Scoliosis





Scoliosis impacts infants, adolescents, and adults worldwide with little regard to race or socio-economic status. The primary age of onset for scoliosis is 10-15 years old, occurring equally among both genders. However, females are eight times more likely to progress to a curve magnitude that requires treatment.

Scoliosis can impact the quality of life with limited activity, pain, reduced respiratory function, or diminished self-esteem.

The vast majority of people with this condition are not expected to require treatment. The problem is we do not know who will get it, why they get it, which will progress, or how far they will progress.

Despite physicians trying to treat this spinal deformity for centuries, 85% of the cases are classified as idiopathic. Consequently, a scoliosis patient’s life is exacerbated by many unknowns, and treatments therefore that are often ineffective, invasive, and/or costly. Scoliosis patients also have increased health risks due to frequent x-ray exposure.

Scoliosis is a multifactorial disorder, which requires multidisciplinary research and treatment.

Chiropractic and Scoliosis

Charles A. Lantz, D.C., Ph.D. is Director of Research at the Life Chiropractic College West in San Lorenzo, California. Dr. Lantz and his colleagues are currently conducting a scoliosis research project to explore the effectiveness of chiropractic in the management of children ages 9-15 with mild to moderate scoliosis (less than 25″ curve). This is the first clinical trial ever to look at the effect of chiropractic on scoliosis.

NSF first met Dr. Lantz. and his associate Jasper Chen, D.C. in conjunction with the 1994 Northern California Spine Conference. This was the beginning of a series of dialogs regarding the need for scientifically valid information about chiropractic treatment of scoliosis and the value of working together with the Scoliosis Research Society to enhance the credibility and acceptance of the design and outcomes of such a study. We applaud Dr. Lantz in his efforts to spear- head a major randomized controlled trial with a collaborative team which includes S.R.S. members, Dr. William Bunnell, Loma Linda University; Dr. Ronald Blackman, Kaiser Hospital, Oakland; Dr. Peter Slabaugh, Children’s Hospital, Oakland; and Dr. Serena Hu, U.C. San Francisco.

“Virtually no formal research exists documenting chiropractic’s effectiveness in managing scoliosis. We are excited about the potential benefits of this study and we believe the scoliosis community is well served by a collaborative effort such as this. This is perhaps best expressed in their project grant application, “Given that chiropractic has long claimed success in treating patients with mild scoliosis, it seems reasonable and timely to validate the extent to which that claim is valid.”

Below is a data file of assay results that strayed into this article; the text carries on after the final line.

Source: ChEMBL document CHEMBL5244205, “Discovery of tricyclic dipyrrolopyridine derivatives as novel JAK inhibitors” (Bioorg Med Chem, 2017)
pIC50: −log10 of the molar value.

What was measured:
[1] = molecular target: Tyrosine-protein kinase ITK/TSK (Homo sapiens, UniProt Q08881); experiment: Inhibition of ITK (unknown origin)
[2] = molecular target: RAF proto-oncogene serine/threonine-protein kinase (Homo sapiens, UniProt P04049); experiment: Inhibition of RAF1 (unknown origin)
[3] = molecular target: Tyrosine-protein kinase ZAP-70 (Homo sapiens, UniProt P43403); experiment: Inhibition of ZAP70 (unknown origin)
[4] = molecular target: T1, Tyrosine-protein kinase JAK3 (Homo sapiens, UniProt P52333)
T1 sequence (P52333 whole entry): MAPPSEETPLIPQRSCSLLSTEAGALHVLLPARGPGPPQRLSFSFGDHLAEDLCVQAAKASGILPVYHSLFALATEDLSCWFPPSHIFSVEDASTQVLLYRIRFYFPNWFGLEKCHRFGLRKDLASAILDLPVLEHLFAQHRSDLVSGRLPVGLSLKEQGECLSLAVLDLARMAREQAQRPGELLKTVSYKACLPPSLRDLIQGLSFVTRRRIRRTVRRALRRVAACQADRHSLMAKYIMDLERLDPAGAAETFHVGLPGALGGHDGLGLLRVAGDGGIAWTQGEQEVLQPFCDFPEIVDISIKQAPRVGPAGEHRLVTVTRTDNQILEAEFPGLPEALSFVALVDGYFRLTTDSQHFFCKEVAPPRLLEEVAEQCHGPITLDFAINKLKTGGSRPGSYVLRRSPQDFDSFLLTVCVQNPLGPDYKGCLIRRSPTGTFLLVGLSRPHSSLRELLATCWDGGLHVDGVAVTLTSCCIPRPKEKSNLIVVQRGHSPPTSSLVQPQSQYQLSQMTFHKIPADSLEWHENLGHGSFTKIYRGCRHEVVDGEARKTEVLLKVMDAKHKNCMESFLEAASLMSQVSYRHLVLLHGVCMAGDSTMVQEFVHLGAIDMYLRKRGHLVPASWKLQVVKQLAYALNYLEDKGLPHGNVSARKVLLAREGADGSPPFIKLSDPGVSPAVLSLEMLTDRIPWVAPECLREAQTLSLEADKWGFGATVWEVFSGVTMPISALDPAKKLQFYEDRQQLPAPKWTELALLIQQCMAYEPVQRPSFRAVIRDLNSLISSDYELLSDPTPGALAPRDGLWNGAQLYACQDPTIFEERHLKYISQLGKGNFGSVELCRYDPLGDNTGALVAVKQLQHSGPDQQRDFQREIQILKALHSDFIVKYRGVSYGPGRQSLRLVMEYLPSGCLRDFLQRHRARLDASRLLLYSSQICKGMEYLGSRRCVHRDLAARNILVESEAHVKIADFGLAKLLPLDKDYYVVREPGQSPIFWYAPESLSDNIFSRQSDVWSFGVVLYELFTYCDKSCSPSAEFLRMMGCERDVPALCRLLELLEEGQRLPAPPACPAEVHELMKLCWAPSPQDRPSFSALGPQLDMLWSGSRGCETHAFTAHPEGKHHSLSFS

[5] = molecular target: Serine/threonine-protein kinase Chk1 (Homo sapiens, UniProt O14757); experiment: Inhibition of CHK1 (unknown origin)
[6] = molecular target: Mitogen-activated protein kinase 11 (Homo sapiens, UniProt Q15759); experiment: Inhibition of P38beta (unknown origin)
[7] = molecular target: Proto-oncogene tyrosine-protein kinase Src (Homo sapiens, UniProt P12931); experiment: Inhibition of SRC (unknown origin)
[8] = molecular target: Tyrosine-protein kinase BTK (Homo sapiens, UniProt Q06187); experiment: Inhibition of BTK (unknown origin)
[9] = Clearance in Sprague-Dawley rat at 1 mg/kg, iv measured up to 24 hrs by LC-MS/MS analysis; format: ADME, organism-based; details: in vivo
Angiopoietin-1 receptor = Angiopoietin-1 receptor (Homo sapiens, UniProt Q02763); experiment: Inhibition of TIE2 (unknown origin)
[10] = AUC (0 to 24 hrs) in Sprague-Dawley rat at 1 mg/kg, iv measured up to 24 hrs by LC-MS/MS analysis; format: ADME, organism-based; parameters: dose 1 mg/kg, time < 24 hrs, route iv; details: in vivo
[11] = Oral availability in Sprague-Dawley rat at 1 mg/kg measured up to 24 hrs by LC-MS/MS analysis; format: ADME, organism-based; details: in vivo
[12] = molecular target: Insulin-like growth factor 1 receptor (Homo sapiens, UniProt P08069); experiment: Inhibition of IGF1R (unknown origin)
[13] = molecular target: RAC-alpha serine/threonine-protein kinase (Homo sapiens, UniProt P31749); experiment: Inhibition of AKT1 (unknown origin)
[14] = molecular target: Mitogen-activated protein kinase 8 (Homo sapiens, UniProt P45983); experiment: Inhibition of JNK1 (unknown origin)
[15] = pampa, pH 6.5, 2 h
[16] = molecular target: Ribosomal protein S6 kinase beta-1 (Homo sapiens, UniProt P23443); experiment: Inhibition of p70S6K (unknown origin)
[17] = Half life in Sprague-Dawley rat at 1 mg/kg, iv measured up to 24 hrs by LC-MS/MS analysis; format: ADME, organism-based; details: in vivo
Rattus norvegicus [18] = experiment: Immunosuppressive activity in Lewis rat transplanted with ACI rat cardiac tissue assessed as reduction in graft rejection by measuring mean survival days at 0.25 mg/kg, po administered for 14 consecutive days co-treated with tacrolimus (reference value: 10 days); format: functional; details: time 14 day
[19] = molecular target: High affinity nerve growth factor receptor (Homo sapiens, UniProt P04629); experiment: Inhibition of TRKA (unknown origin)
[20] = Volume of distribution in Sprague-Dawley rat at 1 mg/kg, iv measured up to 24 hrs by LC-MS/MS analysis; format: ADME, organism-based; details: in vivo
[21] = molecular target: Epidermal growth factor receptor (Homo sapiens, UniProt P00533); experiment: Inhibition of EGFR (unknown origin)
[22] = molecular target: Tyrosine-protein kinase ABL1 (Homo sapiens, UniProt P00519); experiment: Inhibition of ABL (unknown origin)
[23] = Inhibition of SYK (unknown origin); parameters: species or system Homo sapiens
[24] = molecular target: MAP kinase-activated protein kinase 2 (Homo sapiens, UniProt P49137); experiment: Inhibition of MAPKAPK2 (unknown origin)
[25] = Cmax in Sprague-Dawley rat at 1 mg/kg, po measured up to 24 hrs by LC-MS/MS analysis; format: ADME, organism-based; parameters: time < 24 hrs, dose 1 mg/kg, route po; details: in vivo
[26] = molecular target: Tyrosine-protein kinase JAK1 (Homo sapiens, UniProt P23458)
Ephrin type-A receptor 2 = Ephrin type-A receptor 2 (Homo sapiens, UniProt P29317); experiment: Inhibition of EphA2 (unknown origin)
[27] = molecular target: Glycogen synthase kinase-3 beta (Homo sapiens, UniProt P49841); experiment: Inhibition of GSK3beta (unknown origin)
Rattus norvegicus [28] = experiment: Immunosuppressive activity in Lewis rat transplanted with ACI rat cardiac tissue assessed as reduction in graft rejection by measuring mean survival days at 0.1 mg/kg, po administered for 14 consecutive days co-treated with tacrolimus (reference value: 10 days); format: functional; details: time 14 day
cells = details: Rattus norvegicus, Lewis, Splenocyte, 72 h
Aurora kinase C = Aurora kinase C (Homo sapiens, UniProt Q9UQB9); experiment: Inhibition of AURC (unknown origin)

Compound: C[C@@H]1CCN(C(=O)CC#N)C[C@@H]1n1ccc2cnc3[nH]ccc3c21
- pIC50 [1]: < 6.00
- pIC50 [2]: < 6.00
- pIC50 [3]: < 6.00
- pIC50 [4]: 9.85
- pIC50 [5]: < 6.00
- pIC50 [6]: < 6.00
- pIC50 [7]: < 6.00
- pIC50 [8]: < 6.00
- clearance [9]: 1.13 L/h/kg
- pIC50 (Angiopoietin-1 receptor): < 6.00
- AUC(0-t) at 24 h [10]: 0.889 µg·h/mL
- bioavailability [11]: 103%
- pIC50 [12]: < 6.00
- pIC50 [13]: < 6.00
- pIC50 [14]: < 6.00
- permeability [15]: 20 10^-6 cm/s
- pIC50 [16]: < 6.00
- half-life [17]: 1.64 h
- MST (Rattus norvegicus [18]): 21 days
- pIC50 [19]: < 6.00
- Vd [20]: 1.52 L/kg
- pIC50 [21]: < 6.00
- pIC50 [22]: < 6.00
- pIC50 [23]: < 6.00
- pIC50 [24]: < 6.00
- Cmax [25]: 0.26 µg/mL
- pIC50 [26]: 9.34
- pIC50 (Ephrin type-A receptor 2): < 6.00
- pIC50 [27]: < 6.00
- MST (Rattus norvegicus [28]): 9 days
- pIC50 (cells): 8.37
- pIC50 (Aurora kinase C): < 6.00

In his in-depth article titled Conservative Management of Scoliosis which was published in the October 1994 issue of Chiropractic: The Journal of Chiropractic: Research and Clinical Investigation, Volume 9, Number 4, Dr. Lantz underscores the need for large randomized clinical trials for both adolescents and adults with scoliosis:

“Chiropractic management of scoliosis has classically consisted of spinal adjustments or manipulation sometimes augmented with exercise and postural counseling, as well as heel lifts. Electrical stimulation has recently come into the chiropractic armamentarium as well. Virtually no formal research exists documenting chiropractic’s effectiveness in managing scoliosis, although anecdotal reports abound. Several well-conducted case studies suggest that chiropractic is, indeed, effective in managing scoliotic curves, but the definitive studies are lacking. It is widely stated that chiropractic care is effective in alleviating the pain and discomfort associated with adult scoliosis, however, no studies to date have adequately documented this effect.”

Dr. Lantz concludes his article by pointing out the need for immediate attention by the Chiropractic community to questions such as, “Should adults with scoliosis be treated in the same way as adolescents or juveniles with scoliosis? What are the indications for care, and what types of care are most suited to which types of scoliosis for which age groups?”

Scoliosis often seems to be a condition which has more questions than answers. This appears to apply to the issue of chiropractic management of scoliosis as well. We are grateful for Dr. Lantz and others like him who are dedicated to asking the questions and committed to finding the answers.